Siemens AG (ADR) (NYSE:SI) has come to rely heavily on Germany’s trade prowess to make up for Europe’s pullback. Revenue picked up by 8% in the Asia-Pacific region last year, and by 12% in the Americas, forcing more of investors’ eyes overseas to judge the company’s performance. Siemens AG (ADR) (NYSE:SI)’s stock has been flat year to date — certainly not what investors were hoping for, considering that even the DAX PERFORMANCE-INDEX (INDEXDB:DAX) has gained in 2013.
Yet, even that segment could be in trouble with the latest worrying news. The Brazilian state governor of Sao Paulo announced that the government will sue Siemens AG (ADR) (NYSE:SI) over allegations of price fixing over public transportation construction and maintenance. Rising transportation costs have already combined with other factors to incite riots and public displays of discontent across Brazil in recent months, and Siemens AG (ADR) (NYSE:SI) can’t afford to lose ground in such a valuable emerging market like this — particularly as Europe struggles to find its footing.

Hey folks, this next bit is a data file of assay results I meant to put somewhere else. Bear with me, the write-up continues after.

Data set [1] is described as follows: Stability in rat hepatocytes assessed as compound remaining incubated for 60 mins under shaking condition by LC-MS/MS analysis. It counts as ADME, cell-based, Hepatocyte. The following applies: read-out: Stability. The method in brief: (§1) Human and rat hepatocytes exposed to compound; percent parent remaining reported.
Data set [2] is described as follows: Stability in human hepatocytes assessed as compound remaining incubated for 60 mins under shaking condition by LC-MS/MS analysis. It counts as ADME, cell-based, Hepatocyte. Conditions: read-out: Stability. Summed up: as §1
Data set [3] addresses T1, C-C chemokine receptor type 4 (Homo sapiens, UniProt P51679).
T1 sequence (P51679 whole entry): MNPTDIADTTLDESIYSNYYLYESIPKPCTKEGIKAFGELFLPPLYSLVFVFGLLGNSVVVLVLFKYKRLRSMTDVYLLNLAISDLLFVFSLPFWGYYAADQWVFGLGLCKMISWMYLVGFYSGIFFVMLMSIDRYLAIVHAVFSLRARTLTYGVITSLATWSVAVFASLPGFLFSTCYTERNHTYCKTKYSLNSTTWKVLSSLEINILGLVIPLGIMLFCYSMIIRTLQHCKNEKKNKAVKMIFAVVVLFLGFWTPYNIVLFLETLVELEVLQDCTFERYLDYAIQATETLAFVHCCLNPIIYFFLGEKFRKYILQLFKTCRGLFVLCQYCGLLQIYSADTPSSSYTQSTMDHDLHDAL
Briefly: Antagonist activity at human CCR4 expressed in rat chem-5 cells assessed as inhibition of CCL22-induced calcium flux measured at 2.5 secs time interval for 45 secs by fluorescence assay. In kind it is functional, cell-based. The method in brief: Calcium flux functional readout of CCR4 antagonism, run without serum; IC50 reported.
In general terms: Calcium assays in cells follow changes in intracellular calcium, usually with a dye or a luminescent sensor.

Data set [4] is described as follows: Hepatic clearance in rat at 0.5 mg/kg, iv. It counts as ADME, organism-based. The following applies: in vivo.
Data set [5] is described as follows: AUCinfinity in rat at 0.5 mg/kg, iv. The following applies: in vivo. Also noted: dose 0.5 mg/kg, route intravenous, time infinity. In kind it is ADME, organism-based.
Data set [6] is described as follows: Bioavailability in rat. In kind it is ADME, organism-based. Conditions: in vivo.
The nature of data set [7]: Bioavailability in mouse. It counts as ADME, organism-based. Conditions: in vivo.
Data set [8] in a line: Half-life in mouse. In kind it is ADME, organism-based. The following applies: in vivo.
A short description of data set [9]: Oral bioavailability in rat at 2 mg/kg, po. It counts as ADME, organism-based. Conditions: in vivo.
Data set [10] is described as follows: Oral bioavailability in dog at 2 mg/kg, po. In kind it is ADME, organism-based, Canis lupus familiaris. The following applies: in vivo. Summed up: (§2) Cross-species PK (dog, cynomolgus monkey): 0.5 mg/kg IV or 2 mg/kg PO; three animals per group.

Still, it’s not all bad for Europe’s top companies. Europe’s car market picked up by 4.8% in July, showing there’s one market that’s seeing the successes of a slowly improving European economy. German carmakers have increasingly looked outside the continent for sales, with Volkswagen a major example. China has become Volkswagen’s top market as the company has emerged as the country’s top seller. Meanwhile, European sales have slumped at VW, falling 0.5% year over year in July.
VW’s done very well lately — its stock is up nearly 20% over the past three months — but the company will need more out of the European economy if it wants to turn around things at home.
The article Europe Lifts Out of Recession, but Are German Stocks Ready to Rise? originally appeared on Fool.com and is written by Dan Carroll.
Fool contributor Dan Carroll has no position in any stocks mentioned. The Motley Fool has no position in any of the stocks mentioned.
Copyright © 1995 – 2013 The Motley Fool, LLC. All rights reserved. The Motley Fool has a disclosure policy.